Scaling Up Early College
May 01, 2023
Appears in May 2023: School Administrator.
School districts can take three routes to give high schoolers the chance to attain dozens of college credits before matriculating
Jaleesa was the kind of student who could have quite easily fallen off-track in her schooling experience. Both parents were out of her life, and she was raised by an aunt who lived in an area where the schools had low expectations, particularly for Black and low-income students. She was bored in school and was regularly in trouble.
For high school, Jaleesa (a pseudonym) signed up for an experience that would change her life. She attended an early college, a small high school on the campus of a historically Black university in North Carolina. While there, she had the opportunity to be both a high school and college student, graduating with her high school diploma and 61 college credits at no cost to her. This experience provided her with the impetus she needed to overcome later difficulties, helping her to obtain a bachelor’s degree and get a job she loves.
Early colleges like the one Jaleesa attended — schools that combine the high school and college experience — are growing in popularity because they have the potential to radically alter students’ educational trajectories. We have been conducting extensive and rigorous research on the approach for the last 17 years. Our work and the work of others have shown this model addresses many of the barriers that keep students from enrolling in and succeeding in postsecondary education.
This Content is Exclusive to Members
AASA Member? Login to Access the Full Resource
Not a Member? Join Now | Learn More About Membership
How Early College Differs from Dual Enrollment
People use the term “early college” differently, ranging from simply referring to the name of the state’s dual enrollment program (as in Maine) to being a specific model with specific criteria (as in Texas, which has an Early College High School Blueprint).
As researchers connected to the Early College Research Center at UNC Greensboro, our understanding of early college aligns with the Texas approach. Early college is not just about offering college courses. It is not even dual enrollment on steroids. Instead, it reflects an opportunity to create a high school that is explicitly focused on ensuring every student can take and successfully complete college courses in high school and that every student is prepared for a postsecondary experience, whether a technical credential, an associate degree, or a bachelor’s degree.
Coursetaking. Although college credits are not the be all and end all of the model, they are a defining feature. Early colleges develop structured course pathways that allow students to move toward a degree or a credential, while also meeting high school graduation requirements. This careful planning is required, given that the early college curriculum essentially truncates six years of schooling into four or five. (Some early colleges, such as those in Michigan, have students enrolled for five years.)
Academic Readiness. To prepare students for college courses, school districts operating early colleges pay attention to the high school and often middle school experience to ensure that students take the classes that give them the necessary content. Early colleges also focus on using instructional practices that prepare students for college with strong emphases on critical thinking, writing, and effective communication. The schools provide students explicit instruction in college readiness behaviors such as study skills, time management, and self-advocacy.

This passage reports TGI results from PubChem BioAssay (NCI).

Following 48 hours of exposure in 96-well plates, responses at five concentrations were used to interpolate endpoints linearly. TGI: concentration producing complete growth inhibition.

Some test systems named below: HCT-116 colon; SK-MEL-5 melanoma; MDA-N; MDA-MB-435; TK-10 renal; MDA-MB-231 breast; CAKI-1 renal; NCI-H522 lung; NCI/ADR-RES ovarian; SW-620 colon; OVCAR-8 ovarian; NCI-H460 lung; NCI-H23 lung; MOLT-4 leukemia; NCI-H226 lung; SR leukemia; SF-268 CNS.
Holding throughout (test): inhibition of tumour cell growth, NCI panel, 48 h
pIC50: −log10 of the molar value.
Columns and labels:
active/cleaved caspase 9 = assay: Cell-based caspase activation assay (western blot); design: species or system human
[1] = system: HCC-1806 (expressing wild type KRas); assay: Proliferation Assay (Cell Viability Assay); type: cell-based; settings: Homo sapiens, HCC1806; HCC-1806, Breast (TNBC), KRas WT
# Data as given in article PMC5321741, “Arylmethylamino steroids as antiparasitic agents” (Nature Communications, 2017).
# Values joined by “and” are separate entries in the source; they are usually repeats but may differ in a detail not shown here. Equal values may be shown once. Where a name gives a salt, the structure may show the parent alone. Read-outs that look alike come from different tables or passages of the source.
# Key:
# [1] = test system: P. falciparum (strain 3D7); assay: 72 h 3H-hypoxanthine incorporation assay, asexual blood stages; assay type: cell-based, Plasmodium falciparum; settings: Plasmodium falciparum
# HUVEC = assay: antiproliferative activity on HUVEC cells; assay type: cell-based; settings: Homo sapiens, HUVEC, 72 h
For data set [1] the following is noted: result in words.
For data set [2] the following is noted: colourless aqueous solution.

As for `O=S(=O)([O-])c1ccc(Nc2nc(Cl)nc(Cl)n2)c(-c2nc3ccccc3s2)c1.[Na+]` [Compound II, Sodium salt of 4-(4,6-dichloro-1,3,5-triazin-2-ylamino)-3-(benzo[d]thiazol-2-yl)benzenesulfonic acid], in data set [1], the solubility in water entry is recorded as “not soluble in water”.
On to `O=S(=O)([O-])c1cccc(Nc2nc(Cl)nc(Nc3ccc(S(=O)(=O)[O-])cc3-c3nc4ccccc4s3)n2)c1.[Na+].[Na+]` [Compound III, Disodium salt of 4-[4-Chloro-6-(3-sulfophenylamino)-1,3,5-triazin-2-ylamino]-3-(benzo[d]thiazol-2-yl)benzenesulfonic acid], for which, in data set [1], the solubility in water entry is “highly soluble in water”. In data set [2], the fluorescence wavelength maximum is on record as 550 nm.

Student Support. Given that these schools focus on enrolling underrepresented students, academic and social-emotional supports are key aspects of the early college model. Schools provide these supports throughout students’ time at the early college, including when they are taking college classes.
Staffing. Early colleges recognize that this model of schooling requires administrators and staff to think and behave differently. As a result, the model assumes that staff will have job-embedded opportunities for professional growth and regular opportunities for collaboration. Effective use of data to monitor students’ performance is also important.
High-quality high schools will exhibit many of these characteristics. The early college model is different in that these characteristics are all centered around the core goal of ensuring that students can enroll and succeed in postsecondary opportunities while still in high school.
— Julie Edmunds and Nina Arshavsky
Our accompanying article draws from a recently published book, Early Colleges as a Model for Schooling: Creating New Pathways for Access to Higher Education, that involved two of us as co-authors along with Fatih Unlu and Elizabeth J. Glennie.
The Early College Research Center, whose studies have received funding support from the U.S. Department of Education’s Institute of Education Sciences and other organizations, provides access to research on the different models of early college and links to additional resources. The website includes a graphic representation of the core components of the early college model, an overview of the types of supports that school districts must provide and informational reports that describe how the model was implemented.
Examples of resources on implementing early colleges include:
JFF has compiled resources from early college initiatives into its “Starter Kit: Launch an Early College."
North Carolina has created a “Design and Implementation Guide" for early colleges (which the state calls Cooperative Innovative High Schools).
Texas has created a blueprint for its Early College High Schools.
— Julie Edmunds and Nina Arshavsky